Further, to effectively operate on surfaces that may not be entirely flat or rigid and reduce the likelihood of physically deflecting and damaging the keyboard, many keyboards incorporate a minimum stiffness specification to resist various bending loads. Maintaining the minimum stiffness specification becomes increasingly difficult as keyboard physical size (including thickness) and weight is reduced. Still further, the computing devices may include one or more antenna, whose performance may be affected by material construction of an adjacent keyboard.

SUMMARY

Implementations described and claimed herein provide a keyboard including a keypad, a touchpad, a bottom bezel, a metallic first top bezel, and a plastic second top bezel. The bottom bezel provides structural support for the keypad and the touchpad and spans a bottom side of the keyboard. The metallic first top bezel includes webbing separating individual keys of the keypad and spans substantially an entire width of the bottom bezel in a keypad area of the keyboard. The plastic second top bezel forms a palm rest of the keyboard and spans substantially an entire width of the bottom bezel in a touchpad area of the keyboard.

Implementations described and claimed herein further provide a method of manufacturing a metal and plastic composite keyboard. The method includes forming a metallic first top bezel with webbing separating individual keys of a keypad and spanning substantially an entire width of the bottom bezel in a keypad area of the keyboard, forming a plastic second top bezel forming a palm rest of the keyboard and spanning substantially an entire width of the bottom bezel in a touchpad area of the keyboard, attaching the metallic first top bezel to the plastic second top bezel to form a two-part top bezel, and attaching the two-part top bezel to a bottom bezel, the bottom bezel providing structural support for the keypad and a touchpad and spanning a bottom side of the keyboard.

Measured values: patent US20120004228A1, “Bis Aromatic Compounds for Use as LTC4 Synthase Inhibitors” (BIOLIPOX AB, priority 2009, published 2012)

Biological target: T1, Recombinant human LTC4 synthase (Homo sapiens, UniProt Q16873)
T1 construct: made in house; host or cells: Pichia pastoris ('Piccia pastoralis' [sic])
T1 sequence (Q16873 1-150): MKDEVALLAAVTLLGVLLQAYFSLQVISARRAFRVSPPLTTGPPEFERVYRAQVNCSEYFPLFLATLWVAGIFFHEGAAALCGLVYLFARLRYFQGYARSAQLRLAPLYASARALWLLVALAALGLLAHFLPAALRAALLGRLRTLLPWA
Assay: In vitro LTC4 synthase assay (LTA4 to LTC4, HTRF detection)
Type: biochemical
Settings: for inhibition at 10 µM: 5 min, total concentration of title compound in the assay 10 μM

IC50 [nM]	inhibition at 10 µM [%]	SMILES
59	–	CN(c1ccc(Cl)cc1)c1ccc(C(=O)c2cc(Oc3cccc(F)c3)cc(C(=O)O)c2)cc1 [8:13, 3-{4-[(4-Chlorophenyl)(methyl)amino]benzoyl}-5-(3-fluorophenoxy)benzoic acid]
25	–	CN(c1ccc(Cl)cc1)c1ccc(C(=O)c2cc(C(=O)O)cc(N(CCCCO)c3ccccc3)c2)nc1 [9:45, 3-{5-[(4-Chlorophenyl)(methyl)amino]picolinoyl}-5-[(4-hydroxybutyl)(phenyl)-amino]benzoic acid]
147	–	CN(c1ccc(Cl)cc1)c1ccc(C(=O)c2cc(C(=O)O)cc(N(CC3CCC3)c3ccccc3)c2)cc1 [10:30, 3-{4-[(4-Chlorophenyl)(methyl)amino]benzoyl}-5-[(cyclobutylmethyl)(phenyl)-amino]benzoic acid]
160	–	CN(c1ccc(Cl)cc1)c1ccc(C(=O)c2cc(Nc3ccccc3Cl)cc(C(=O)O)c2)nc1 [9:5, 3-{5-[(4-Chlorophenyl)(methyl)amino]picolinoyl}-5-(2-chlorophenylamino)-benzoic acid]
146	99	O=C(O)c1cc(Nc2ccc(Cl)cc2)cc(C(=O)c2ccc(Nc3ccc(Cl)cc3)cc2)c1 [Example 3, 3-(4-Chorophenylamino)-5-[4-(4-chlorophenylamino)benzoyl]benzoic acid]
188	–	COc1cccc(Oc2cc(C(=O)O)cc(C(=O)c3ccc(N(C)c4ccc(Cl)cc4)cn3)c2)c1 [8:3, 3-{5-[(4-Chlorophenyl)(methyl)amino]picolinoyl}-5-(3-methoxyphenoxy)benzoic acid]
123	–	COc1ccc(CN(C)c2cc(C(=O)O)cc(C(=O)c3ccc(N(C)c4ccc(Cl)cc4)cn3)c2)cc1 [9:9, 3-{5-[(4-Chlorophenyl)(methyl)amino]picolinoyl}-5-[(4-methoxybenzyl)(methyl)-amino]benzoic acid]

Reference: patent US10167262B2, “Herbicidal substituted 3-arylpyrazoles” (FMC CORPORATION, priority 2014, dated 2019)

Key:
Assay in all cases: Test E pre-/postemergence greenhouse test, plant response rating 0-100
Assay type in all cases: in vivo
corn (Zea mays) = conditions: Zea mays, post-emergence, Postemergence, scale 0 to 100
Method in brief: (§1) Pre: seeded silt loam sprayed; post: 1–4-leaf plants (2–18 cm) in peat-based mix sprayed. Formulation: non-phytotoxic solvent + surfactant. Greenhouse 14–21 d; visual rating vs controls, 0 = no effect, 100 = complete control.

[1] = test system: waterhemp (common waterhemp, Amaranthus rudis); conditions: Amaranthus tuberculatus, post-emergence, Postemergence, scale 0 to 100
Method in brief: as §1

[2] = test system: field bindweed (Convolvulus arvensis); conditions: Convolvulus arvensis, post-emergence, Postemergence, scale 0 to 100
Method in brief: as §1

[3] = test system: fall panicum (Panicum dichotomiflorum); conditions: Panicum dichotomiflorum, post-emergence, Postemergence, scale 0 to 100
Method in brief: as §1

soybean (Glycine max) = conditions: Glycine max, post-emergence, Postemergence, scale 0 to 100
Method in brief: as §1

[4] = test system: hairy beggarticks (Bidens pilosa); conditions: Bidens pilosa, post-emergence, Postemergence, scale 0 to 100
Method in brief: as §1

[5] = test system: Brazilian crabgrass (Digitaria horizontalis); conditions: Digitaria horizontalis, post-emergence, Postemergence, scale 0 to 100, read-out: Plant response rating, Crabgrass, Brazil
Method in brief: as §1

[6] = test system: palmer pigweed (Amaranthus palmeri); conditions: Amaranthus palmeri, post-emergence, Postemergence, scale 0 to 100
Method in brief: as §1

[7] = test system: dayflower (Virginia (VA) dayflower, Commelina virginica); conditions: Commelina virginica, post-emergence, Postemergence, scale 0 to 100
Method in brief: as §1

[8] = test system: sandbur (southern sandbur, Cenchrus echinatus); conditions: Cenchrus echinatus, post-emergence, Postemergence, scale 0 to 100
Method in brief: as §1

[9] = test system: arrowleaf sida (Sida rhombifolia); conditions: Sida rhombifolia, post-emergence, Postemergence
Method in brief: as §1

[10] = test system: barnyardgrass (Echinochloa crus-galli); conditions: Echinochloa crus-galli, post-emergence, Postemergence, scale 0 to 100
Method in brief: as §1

Implementations described and claimed herein still further provide a computing device including a first hinged portion with an antenna at an end of the computing device opposite a hinge and a second hinged portion including a keyboard. The keyboard includes a keypad, a touchpad, a bottom bezel, a metallic first top bezel, and a plastic second top bezel. The bottom bezel provides structural support for the keypad and the touchpad and spans a bottom side of the keyboard. The metallic first top bezel includes webbing separating individual keys of the keypad and spans substantially an entire width of the bottom bezel in a keypad area of the keyboard. The plastic second top bezel forms a palm rest of the keyboard and spans substantially an entire width of the bottom bezel in a touchpad area of the keyboard. The plastic second top bezel rests adjacent the antenna of the first hinged portion when the second hinged portion is pivoted against the first hinged portion.

Other implementations are also described and recited herein. This Summary is provided to introduce a selection of concepts in a simplified form that are further described below in the Detailed Descriptions. This Summary is not intended to identify key features or essential features of the claimed subject matter, nor is it intended to be used to limit the scope of the claimed subject matter.

BRIEF DESCRIPTIONS OF THE DRAWINGS

FIG. 1 illustrates a perspective view of an example computing device including a metal and plastic composite keyboard.

FIG. 2 illustrates an elevation side sectional view of an example metal and plastic composite keyboard.

FIG. 3 illustrates an exploded top perspective view of an example metal and plastic composite keyboard.

FIG. 4 illustrates an exploded bottom perspective view of an example two-part metal and plastic bezel for a composite keyboard.

FIG. 5 illustrates example operations for manufacturing a metal and plastic composite keyboard.

DETAILED DESCRIPTIONS